Jan 2, 2024 - News

Youngkin wants to increase Virginia's sales tax, but cut the income tax

Illustration of the Virginia State Capitol with lines radiating from it.

Illustration: Brendan Lynch/Axios

Gov. Glenn Youngkin's latest budget proposal includes an unexpected surprise from a GOP governor: a tax increase.

What's happening: Youngkin wants to bump the state's sales tax just under a percentage point, but only, he says, to help offset the cost of an even bigger cut to the state's income tax.

  • It's his opening offer to Democrats in the General Assembly, with whom he will ultimately have to strike a deal on the state's finances for the next two years.

Why it matters: The stakes are high for the governor. Because of the way the state's electoral and budgetary calendars align, this will be the only spending plan he guides from start to finish.

By the number: Youngkin is proposing increasing the state sales tax from 4.3% to 5.1%.

  • And he's proposing an across-the-board 12% cut to the state's income tax.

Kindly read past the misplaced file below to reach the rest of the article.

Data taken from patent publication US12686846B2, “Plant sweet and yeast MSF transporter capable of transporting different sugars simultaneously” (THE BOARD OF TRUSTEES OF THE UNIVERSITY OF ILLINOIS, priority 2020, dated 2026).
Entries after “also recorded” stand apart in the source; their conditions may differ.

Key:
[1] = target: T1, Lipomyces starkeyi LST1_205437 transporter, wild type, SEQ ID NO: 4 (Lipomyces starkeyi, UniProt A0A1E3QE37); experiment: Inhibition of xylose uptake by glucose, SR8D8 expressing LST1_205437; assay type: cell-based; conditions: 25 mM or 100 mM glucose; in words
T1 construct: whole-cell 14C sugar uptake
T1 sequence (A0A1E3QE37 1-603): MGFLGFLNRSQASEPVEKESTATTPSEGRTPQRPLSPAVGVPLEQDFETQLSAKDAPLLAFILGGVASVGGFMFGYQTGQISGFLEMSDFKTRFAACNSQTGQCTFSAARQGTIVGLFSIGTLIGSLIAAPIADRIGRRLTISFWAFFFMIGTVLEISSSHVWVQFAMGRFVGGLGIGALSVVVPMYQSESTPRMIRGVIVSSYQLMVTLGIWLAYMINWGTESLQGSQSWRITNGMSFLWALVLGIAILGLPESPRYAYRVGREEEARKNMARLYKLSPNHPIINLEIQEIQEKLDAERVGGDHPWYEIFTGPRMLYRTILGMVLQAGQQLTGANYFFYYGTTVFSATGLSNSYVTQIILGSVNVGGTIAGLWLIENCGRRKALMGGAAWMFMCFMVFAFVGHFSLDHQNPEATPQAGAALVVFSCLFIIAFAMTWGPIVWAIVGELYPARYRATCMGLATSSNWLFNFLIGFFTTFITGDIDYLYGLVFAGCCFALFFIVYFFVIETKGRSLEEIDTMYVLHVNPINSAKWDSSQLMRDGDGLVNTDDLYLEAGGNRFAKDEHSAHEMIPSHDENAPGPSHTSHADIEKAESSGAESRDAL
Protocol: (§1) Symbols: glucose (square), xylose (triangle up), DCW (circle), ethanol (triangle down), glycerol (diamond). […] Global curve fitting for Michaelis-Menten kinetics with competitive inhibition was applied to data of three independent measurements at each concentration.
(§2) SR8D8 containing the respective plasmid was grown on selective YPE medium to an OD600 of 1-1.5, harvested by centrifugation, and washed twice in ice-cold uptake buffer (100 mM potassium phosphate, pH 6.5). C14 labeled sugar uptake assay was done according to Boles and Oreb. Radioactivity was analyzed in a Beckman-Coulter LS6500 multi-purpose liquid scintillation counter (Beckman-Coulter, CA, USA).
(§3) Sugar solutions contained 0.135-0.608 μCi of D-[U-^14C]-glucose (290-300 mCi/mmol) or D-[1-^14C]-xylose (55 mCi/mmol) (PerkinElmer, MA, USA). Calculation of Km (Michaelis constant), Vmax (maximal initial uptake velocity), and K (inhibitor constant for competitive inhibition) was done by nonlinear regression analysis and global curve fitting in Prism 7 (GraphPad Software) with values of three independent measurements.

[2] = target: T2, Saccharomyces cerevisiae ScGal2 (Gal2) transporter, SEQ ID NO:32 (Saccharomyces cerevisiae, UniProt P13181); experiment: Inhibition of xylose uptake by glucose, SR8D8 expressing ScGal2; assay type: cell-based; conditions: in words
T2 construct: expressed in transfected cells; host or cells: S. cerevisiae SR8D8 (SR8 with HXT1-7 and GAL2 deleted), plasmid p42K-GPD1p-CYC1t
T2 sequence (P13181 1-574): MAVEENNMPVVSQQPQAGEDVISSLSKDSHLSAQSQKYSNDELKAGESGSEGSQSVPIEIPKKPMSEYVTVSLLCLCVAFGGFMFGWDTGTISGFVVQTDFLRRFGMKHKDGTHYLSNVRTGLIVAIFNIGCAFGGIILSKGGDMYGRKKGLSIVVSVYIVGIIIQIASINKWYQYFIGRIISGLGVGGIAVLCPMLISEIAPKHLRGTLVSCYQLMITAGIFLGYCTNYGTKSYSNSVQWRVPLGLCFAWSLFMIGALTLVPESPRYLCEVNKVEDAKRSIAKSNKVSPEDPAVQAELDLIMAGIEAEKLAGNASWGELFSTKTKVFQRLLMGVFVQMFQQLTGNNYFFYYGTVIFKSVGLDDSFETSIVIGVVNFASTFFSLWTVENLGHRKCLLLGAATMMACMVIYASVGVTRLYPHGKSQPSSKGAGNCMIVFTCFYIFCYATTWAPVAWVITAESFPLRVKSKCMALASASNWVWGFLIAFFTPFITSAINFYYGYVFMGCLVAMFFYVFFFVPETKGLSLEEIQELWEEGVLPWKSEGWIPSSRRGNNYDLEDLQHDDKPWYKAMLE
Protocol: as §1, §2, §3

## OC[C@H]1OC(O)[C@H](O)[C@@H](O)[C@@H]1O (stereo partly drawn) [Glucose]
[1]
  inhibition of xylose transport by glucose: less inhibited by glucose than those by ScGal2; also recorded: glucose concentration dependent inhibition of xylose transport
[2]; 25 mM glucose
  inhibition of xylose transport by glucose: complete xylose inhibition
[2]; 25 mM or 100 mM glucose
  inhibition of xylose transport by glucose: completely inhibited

Of note: Youngkin also called to expand the state's sales tax to cover digital services, like streaming subscriptions, video downloads and software — which are currently untaxed in Virginia and many other states.

The big picture: Youngkin's administration estimated the changes would save taxpayers about $1 billion over two years.

  • In a pre-Christmas speech to lawmakers, Youngkin pitched them as a "bold tax reform" that "allows Virginians to keep more of their hard-earned money," per the Washington Post.

The other side: Democrats largely panned the proposal, arguing that hiking the sales tax while cutting the income tax would result in the very rich paying much less and the very poor paying much more.

  • "I don't like it," state Sen. Mamie Locke, D-Hampton, a senior member of the Senate Finance Committee, told the Times-Dispatch. "Sales taxes are regressive. They hit poor people harder."

A top Democrat in the House, Del. Marcus Simon, mocked the new digital sales tax in a lengthy spoof of the "Night before Christmas."

  • "New taxes were hung on the digital sphere, On streaming and downloads, spreading holiday fear," he wrote.

What's next: The General Assembly convenes next Wednesday for a session scheduled to last 60 days.


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